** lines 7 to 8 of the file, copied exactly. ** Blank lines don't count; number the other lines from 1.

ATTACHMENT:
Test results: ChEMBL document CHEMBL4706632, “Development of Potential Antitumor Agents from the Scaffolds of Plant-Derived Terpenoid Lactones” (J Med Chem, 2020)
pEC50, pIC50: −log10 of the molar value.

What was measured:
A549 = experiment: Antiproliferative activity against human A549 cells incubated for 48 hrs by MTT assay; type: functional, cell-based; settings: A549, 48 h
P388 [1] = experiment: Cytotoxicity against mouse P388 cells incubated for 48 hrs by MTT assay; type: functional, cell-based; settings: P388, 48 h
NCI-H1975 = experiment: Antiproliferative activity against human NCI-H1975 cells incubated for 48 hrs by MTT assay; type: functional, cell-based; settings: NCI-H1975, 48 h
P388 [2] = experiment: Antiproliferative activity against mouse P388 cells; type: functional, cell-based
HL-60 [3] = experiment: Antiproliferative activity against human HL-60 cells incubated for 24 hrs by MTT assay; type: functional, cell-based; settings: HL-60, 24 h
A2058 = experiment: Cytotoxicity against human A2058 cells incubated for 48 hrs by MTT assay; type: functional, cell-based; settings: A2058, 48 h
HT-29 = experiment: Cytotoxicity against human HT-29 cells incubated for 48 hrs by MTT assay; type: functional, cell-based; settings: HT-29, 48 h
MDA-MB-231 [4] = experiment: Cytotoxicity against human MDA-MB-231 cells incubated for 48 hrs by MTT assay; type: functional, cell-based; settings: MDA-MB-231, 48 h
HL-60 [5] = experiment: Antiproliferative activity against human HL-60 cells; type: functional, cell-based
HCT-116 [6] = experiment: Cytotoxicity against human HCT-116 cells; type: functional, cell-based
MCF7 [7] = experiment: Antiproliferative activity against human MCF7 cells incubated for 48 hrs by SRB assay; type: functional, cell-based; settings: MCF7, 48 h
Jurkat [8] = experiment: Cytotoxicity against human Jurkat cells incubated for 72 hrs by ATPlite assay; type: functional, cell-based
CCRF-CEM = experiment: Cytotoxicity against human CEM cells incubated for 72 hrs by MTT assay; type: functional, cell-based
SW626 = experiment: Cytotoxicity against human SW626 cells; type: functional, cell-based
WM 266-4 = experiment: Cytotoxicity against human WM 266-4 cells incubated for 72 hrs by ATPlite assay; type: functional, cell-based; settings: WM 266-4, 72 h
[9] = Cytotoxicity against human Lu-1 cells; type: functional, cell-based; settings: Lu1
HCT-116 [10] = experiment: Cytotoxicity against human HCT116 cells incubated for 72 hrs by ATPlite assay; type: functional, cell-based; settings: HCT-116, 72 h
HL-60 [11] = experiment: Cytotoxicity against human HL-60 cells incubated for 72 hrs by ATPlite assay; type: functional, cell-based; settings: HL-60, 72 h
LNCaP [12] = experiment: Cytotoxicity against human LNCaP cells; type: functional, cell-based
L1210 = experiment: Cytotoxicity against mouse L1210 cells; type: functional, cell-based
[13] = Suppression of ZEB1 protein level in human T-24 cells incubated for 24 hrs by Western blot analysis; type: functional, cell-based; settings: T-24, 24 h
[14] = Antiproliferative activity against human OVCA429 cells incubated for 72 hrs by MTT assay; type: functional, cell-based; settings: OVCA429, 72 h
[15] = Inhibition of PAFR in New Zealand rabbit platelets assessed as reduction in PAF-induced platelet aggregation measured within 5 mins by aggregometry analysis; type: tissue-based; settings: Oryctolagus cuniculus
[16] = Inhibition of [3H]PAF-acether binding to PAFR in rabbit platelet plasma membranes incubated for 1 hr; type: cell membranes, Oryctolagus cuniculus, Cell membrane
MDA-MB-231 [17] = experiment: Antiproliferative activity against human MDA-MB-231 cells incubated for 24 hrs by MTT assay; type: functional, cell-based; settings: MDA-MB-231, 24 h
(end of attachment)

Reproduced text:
P388 [2] = experiment: Antiproliferative activity against mouse P388 cells; type: functional, cell-based
HL-60 [3] = experiment: Antiproliferative activity against human HL-60 cells incubated for 24 hrs by MTT assay; type: functional, cell-based; settings: HL-60, 24 h